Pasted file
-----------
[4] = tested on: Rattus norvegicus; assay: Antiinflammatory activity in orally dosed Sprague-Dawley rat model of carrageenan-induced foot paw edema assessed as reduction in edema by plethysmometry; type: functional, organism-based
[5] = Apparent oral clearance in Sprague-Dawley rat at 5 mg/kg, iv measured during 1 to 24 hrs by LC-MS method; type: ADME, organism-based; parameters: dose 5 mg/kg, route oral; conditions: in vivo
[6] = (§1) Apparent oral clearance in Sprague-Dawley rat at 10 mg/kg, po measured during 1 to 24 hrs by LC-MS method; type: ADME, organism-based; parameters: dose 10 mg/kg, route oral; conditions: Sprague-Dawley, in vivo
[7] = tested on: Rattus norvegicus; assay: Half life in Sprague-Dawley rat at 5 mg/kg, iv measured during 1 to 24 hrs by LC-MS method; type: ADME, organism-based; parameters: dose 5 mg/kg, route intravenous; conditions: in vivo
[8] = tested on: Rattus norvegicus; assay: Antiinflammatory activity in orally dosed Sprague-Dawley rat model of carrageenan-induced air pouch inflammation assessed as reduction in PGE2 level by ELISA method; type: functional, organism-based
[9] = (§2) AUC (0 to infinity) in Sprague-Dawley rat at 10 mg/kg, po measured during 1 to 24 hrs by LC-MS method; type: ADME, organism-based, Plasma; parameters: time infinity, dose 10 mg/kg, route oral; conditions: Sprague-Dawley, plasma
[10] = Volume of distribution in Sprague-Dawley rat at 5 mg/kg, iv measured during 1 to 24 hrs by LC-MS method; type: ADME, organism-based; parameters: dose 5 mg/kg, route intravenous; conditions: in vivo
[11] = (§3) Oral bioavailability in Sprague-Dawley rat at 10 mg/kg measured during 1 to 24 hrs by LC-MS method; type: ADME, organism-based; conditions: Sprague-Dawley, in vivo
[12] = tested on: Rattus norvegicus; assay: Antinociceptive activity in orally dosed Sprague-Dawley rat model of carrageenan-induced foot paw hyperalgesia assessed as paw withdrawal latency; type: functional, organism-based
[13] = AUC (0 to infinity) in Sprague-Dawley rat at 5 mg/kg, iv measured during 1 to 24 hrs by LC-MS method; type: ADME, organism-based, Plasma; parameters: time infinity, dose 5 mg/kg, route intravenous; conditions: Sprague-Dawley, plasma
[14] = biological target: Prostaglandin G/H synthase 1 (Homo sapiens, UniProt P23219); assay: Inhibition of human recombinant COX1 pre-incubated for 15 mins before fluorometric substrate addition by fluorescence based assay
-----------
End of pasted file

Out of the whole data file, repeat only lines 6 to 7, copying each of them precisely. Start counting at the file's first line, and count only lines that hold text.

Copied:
[9] = (§2) AUC (0 to infinity) in Sprague-Dawley rat at 10 mg/kg, po measured during 1 to 24 hrs by LC-MS method; type: ADME, organism-based, Plasma; parameters: time infinity, dose 10 mg/kg, route oral; conditions: Sprague-Dawley, plasma
[10] = Volume of distribution in Sprague-Dawley rat at 5 mg/kg, iv measured during 1 to 24 hrs by LC-MS method; type: ADME, organism-based; parameters: dose 5 mg/kg, route intravenous; conditions: in vivo